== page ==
The End of the Motor Car
Dr Vernon Coleman
The plan is to eradicate private motoring. The excuse for this is that private cars use up energy which cannot be spared. Motorists are blamed for damaging the environment and are, it is claimed, a major cause of global warming. There are huge taxes on buying a car, running it and fuelling it. Car parking becomes ever more difficult. It becomes increasingly difficult and expensive to take a car into a city. Toll roads are being introduced to make the cost of motoring ever more expensive.
In London, Sadiq Khan, the mayor, wanted to close roads, make more cycle lanes and make the English capital completely car free. Taxi drivers had fought hard against the ban. A judge found that the proposal did not take into account the needs of the elderly or disabled who ‘could not be reasonably expected to cycle, walk or use public transport’.
The mayor of London also wants to widen pavements to ensure that pedestrians have more space.
Around the rest of the country, so-called ‘low traffic neighbourhoods’ have been set up by councils as part of the green revolution intended to keep people separated in the long term.
Many of the changes which are already apparent are designed to make life unpleasant if not downright difficult for motorists. So, for example, town and city centres are filled with strange pieces of road furniture which create traffic jams (and, rather ironically, more pollution since stop-go motoring massively increases the use of fuel and the production of waste gases), speed limits are lowered to create more traffic jams (once again this causes vehicles to use up more energy), road taxes rise massively (except for electric cars, which still use the roads and which have been proven to require just as much, if not more, energy as cars using the traditional internal combustion engine) and so on and so on.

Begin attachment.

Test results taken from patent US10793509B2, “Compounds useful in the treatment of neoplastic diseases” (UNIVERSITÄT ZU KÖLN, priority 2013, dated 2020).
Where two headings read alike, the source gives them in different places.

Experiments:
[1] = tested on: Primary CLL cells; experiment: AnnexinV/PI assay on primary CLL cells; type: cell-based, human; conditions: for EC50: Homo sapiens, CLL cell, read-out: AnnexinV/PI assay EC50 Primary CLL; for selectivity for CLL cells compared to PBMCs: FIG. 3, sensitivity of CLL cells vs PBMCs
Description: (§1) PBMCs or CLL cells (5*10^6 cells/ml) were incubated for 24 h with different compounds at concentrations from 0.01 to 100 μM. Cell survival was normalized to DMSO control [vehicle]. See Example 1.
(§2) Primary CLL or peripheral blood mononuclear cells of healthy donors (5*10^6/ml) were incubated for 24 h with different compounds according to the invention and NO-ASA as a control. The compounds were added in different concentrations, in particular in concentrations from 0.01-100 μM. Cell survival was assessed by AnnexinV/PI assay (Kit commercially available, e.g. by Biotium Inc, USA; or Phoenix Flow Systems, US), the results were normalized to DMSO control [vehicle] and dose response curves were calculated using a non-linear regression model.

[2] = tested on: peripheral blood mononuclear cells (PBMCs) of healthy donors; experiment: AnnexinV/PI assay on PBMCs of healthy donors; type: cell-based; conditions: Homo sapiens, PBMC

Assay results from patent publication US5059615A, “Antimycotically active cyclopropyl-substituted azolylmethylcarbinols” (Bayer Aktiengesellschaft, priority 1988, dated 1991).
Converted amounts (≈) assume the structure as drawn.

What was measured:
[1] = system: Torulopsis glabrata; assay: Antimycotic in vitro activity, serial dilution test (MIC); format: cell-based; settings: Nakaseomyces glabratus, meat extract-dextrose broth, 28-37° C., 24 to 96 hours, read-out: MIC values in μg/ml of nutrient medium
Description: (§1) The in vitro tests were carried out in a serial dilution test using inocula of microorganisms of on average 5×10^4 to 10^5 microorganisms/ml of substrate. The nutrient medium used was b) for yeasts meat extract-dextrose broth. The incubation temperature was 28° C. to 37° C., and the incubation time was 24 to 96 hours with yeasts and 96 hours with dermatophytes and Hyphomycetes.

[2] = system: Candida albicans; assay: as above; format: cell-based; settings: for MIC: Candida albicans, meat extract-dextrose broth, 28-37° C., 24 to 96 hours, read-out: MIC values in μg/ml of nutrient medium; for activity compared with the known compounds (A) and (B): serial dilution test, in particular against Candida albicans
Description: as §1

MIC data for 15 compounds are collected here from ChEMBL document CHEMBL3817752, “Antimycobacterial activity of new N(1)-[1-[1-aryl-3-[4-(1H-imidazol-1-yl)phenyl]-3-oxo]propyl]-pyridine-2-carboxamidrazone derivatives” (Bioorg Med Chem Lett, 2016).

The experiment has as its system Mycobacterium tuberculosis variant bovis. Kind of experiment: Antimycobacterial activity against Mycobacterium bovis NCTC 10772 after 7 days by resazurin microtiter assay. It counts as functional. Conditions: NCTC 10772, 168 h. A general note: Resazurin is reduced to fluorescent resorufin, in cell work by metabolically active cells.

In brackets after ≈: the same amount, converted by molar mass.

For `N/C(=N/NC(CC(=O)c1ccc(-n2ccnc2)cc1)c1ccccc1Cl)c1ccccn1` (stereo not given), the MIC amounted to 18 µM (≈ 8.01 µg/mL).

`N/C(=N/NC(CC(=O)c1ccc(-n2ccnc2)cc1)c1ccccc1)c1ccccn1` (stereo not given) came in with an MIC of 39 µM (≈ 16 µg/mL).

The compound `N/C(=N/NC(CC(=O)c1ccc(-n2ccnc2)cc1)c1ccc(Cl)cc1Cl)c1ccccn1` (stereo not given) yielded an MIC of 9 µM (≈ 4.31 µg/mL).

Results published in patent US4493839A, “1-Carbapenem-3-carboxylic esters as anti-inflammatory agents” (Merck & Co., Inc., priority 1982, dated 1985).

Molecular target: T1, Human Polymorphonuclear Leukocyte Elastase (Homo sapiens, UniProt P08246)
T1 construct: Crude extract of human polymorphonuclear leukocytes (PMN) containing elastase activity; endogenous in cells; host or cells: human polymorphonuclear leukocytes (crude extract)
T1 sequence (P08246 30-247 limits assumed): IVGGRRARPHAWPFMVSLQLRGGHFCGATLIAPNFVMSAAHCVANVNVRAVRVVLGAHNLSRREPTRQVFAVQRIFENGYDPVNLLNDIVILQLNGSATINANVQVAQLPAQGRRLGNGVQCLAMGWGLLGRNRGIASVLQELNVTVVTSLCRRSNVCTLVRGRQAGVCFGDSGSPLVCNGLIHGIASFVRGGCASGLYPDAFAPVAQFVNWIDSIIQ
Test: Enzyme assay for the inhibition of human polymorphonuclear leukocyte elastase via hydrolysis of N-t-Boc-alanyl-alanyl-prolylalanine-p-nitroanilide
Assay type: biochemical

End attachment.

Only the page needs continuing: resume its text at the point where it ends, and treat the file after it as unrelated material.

In the UK, the Government is planning massive changes to the Highway Code, including a hierarchy of road users to ensure that those who are believed to do the greatest harm have the greatest responsibility to reduce the danger they pose to others. Car drivers will, for example, have to give way to pedestrians waiting to cross the road – wherever they may be standing – and new safe speed limits and distances will be imposed on motorists overtaking cyclists and horse riders. All this will slow everything down, reduce productivity and result in far more declining businesses. Just what the Agenda 21 enthusiasts are rooting for.
In late 2020, the UK Government announced that it was going to make it illegal to sell diesel or petrol motor cars from 2030. The previous, arbitrary cut-off date was 2040 and bringing this forward by a decade will be ruinous for car companies and those involved in the servicing and repair of vehicles driven by internal combustion engines.
The big question, however, is where does the Government think the electricity will come from. Huge amounts of electricity will be required to power all the electric vehicles it is expecting to replace petrol and diesel driven vehicles.
In fact, of course, there obviously won’t be anywhere near enough electricity to go around. The UK is already on the edge of a major electricity shortfall, and electric cars use up vast amounts of electricity.
To deal with this problem, the Government will dramatically limit the number of private motor vehicles allowed and it will introduce massive road taxes on electric cars. By cutting the supplies to electric cars at unpredictable times, more and more drivers will be forced to stop using their vehicles. Existing petrol and diesel cars will be taxed out of existence. The impossibility of running a private vehicle will force people to move out of rural areas.
The long-term plan is to stop private vehicle ownership and to force people into towns and cities so that they don’t need to travel to work or to the shops.
In February 2021, it was announced that motorists in the UK would be given £3,000 if they gave up their cars. The £3,000 would be available to spend on public transport, bicycles and electric scooters.
The elderly and frail who have no access to public transport, and who are too unsure of themselves to ride bicycles or scooters, will simply have to stay at home or move into flats in cities.
Taken from Vernon Coleman’s new book `Endgame’ which is available as a paperback and an eBook.
Copyright Vernon Coleman April 2021